Author: Dr. Bruno Alves Paim
The filling of bone defects with biomaterials is an increasingly popular practice in dental offices. Currently, by using bone substitutes, the dentist is able to achieve excellent results within the desired timing. The grafting process depends on a few factors that guarantee the conditions for the osteoblasts to proliferate and lead to the formation of new tissue, promoting the conversion of the graft into bone, in a process called osseointegration. In the bone grafting process, the main priorities of a biomaterial are osteogenesis, osteoinduction and osteoconduction. Those concepts might be defined in a very simple way:
1 – Osteogenesis implies the presence of osteoblasts in the biomaterial, which is capable of promoting the synthesis of the new bone tissue right after the surgery;
2 – Osteoinduction is the capacity of recruiting new bone-tissue-forming cells for the site of the graft;
3 – Osteoconduction is related to the capacity of promoting adhesion, survival and proliferation of bone cells, promoting an interconnected structure for the sedimentation of the new bone tissue as well as for the formation of new blood vessels.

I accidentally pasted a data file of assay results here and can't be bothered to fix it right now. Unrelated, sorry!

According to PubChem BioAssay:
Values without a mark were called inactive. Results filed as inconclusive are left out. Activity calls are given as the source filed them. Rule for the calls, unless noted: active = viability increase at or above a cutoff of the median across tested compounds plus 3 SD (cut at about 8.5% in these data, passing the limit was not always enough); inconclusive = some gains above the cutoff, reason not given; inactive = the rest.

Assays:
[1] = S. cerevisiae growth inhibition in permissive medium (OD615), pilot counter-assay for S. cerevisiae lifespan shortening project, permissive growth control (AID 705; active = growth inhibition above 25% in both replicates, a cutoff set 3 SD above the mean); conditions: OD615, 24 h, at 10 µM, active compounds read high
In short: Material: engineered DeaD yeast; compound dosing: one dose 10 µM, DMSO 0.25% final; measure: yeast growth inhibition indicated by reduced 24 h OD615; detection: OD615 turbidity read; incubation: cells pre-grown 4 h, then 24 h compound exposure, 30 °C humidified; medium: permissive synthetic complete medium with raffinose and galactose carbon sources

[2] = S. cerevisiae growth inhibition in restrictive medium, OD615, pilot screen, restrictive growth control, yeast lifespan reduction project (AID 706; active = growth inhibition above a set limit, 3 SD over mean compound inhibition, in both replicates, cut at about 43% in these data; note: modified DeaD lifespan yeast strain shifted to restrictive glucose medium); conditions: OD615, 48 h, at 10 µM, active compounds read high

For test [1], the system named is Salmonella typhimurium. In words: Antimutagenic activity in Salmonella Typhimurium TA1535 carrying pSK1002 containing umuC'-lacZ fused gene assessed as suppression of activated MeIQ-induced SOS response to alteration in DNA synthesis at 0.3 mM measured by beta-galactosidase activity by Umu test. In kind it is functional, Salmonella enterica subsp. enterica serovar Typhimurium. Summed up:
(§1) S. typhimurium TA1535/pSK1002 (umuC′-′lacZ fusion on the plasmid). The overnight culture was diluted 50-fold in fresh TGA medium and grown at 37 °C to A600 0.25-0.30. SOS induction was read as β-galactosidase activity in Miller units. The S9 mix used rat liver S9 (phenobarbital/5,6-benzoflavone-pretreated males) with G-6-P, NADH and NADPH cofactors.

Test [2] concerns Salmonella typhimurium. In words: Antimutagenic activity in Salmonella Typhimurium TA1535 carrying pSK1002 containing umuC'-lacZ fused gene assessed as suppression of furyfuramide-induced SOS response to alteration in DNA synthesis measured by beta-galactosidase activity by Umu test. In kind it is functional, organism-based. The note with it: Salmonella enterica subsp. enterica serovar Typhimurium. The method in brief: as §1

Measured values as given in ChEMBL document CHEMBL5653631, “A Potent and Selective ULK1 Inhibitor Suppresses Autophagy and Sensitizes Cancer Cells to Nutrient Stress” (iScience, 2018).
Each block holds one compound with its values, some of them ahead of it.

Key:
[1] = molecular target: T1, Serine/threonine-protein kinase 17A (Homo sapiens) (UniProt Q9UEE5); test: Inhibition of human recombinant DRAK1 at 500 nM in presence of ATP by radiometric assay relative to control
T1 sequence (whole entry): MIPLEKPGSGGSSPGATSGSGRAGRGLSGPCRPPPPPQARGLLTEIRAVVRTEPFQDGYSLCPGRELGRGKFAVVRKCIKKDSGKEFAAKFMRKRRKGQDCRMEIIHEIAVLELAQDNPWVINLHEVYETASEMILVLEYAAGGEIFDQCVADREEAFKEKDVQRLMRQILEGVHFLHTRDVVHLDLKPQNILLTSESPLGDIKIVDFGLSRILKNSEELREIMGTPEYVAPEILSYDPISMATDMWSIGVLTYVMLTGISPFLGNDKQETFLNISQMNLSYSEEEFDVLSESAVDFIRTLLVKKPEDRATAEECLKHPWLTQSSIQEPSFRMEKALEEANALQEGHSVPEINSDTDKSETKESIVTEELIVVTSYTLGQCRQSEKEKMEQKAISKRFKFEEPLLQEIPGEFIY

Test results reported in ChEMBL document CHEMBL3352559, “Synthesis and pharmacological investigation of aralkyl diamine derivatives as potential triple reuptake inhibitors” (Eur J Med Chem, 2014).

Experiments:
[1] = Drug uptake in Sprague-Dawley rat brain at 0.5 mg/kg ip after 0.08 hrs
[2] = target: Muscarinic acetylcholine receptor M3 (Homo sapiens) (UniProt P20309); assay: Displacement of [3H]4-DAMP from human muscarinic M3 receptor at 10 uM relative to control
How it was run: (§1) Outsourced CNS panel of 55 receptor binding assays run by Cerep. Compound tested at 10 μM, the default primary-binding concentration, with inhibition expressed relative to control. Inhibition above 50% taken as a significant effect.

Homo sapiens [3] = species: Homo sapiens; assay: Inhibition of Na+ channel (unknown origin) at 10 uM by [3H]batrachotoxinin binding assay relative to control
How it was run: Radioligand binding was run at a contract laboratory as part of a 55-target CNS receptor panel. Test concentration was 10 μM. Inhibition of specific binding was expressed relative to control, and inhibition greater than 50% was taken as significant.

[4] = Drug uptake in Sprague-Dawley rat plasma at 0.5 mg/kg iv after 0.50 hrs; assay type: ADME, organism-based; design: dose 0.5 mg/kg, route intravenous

Considered gold standard in grafting procedures, the autogenous bone is the only material to unite all those properties. However, that procedure is associated with several inconveniences such as longer recovery time for the patient, post-operative pain, blood loss, damage to nerves adjacent to the bone collection site, infection, to mention a few that are a consensus among professionals. In that scenario, the use of synthetic biomaterials appears as an alternative to autogenous bone. Those synthetic biomaterials are mostly composed of hydroxyapatite-based ceramics (HA) and β-tricalcium phosphate (β-TCP). Both HA and β-TCP are highly biocompatible. HA has a longer degradation time, remaining in the place of implementation for a longer period than the β-TCP. Like all synthetic ceramics, alone, those materials do not have osteogenic or osteoinductive properties. Therefore, the efficacy of those materials depends heavily on how osteoconductive they are.